Reimer kept the Hurricanes in the game for two periods, making save after save to slow the desperate Rangers. In the second period, a scrum in the Carolina net ended with Reimer exhibiting some desperation of his own, swatting the puck away with the paddle of his stick — “At that point, you just throw your stick out there,” he said — to prevent a sure goal.
“Reims was phenomenal, and eventually we got into the fight,” Brind’Amour said. “Eventually, we got to our game.
“But if it wasn’t for Reims, that game would’ve been over.”
It was easy for people to think Reimer’s career was over after his tenure in Florida, but as he’s proven all season, there are still chapters left to be written in his career.
“For him to come back and bounce back like that and make saves the way he did, play the way he did — he basically stole us the game,” Gardiner said Friday. “So it was impressive and great for him.”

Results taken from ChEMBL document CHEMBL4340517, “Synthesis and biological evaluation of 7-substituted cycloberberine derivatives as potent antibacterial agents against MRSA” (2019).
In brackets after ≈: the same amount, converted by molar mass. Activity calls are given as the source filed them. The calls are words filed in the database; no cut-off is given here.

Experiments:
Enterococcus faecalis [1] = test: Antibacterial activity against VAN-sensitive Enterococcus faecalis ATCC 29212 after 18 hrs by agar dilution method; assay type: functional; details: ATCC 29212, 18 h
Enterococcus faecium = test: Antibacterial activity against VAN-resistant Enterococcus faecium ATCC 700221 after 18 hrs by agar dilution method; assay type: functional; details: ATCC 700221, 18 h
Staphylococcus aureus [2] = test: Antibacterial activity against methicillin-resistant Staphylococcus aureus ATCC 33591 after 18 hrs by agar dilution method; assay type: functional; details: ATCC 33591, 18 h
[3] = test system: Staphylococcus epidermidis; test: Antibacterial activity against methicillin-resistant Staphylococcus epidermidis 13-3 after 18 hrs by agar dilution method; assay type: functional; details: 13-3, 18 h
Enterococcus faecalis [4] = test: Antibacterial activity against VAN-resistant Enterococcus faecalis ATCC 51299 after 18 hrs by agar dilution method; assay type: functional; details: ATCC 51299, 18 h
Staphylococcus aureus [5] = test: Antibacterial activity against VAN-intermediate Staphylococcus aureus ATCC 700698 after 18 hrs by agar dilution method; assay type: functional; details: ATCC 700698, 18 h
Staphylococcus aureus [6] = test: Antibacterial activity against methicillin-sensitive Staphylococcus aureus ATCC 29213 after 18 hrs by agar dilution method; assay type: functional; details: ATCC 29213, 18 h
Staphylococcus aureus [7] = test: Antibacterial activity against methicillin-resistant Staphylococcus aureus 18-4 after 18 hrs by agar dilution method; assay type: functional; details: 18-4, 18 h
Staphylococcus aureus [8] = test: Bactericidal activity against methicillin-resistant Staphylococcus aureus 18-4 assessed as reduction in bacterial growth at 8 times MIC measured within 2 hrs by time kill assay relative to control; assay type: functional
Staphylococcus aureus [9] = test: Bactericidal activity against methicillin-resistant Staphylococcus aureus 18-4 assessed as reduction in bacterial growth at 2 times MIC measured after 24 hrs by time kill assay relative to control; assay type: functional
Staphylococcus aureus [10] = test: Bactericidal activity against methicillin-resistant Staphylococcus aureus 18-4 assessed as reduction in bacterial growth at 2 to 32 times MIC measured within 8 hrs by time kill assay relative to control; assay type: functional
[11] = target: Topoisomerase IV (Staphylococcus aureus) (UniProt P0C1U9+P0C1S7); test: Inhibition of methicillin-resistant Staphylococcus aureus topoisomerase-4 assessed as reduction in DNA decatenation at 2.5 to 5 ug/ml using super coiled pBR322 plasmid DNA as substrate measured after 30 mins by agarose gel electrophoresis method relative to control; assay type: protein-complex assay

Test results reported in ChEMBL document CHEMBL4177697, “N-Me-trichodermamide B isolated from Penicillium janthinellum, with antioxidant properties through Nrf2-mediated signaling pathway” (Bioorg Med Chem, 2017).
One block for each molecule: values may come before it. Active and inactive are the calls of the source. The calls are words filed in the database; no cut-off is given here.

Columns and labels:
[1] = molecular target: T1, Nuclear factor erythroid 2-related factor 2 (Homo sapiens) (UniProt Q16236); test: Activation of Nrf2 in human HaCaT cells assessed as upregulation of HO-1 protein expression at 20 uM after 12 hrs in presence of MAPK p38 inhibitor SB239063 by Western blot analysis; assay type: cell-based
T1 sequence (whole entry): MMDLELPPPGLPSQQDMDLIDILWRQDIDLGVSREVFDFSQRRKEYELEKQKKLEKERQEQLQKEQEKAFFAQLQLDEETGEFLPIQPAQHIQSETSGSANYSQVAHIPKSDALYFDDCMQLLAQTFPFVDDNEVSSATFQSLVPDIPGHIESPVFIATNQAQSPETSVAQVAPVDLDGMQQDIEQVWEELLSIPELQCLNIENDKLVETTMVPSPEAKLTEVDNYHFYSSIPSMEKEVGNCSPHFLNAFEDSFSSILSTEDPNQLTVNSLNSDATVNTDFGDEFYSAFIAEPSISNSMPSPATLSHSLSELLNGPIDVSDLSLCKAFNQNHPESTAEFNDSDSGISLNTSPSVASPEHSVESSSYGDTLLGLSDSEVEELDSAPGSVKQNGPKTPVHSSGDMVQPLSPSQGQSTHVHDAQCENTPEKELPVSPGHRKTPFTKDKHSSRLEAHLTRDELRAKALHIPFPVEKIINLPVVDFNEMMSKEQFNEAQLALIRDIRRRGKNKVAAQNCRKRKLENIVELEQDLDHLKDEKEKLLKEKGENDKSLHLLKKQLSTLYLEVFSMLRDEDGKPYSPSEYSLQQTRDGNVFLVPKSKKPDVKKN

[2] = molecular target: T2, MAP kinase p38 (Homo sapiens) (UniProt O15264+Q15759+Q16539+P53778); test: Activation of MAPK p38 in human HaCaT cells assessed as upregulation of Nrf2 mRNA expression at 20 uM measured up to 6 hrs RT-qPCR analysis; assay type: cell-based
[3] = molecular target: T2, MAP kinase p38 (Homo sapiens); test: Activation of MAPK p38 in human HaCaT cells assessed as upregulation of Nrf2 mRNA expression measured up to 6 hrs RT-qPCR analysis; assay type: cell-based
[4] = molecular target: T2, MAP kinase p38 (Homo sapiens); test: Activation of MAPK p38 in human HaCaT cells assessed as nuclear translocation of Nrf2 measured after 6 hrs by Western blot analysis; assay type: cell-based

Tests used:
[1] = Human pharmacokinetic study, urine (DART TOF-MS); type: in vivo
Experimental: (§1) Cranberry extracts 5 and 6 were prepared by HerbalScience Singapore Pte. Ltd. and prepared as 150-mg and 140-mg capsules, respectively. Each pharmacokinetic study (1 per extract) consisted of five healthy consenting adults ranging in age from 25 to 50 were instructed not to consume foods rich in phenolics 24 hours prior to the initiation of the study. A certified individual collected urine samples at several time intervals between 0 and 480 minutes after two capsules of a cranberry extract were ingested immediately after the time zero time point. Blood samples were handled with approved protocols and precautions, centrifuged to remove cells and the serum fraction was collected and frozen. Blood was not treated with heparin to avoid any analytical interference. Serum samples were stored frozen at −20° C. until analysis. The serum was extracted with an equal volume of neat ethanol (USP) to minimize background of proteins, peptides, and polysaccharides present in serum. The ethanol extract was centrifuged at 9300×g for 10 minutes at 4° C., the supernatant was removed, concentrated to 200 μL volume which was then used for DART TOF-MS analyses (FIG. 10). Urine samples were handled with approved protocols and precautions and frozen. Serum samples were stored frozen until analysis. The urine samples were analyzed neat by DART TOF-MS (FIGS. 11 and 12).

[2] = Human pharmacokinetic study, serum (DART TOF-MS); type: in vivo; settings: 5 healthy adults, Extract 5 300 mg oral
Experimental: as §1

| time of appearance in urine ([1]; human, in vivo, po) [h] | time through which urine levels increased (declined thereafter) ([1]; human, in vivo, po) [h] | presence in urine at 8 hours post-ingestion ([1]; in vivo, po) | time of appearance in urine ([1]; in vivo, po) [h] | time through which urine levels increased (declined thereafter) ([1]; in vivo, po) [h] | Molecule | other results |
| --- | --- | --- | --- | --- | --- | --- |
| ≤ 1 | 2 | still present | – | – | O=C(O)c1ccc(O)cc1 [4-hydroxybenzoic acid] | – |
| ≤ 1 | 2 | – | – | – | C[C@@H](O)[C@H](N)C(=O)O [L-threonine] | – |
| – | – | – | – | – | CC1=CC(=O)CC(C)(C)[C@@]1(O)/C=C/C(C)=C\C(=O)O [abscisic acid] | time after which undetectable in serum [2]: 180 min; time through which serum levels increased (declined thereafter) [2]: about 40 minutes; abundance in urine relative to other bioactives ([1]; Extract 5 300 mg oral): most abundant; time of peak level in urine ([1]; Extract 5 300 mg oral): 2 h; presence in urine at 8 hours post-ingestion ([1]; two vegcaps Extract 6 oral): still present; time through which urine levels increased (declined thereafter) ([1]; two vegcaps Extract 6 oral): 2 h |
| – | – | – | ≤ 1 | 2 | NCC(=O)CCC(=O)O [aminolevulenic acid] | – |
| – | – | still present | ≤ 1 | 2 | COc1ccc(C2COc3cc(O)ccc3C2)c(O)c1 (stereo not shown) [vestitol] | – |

With either Washington or Boston — still with much of its core from back in 2013 — up next for Carolina, Brind’Amour will again have to choose which of his two goalies will be in the net. And like he did all season, he won’t hesitate to go to Reimer.
“Just knowing the kind of person he is, the faith he has in himself, I think it’s really shaped him to be ready for anything that comes his way, especially in the hockey world,” Brind’Amour said. “So, rising up to the challenge — and, obviously, he did that — I have no doubt that he will again here as we move along.”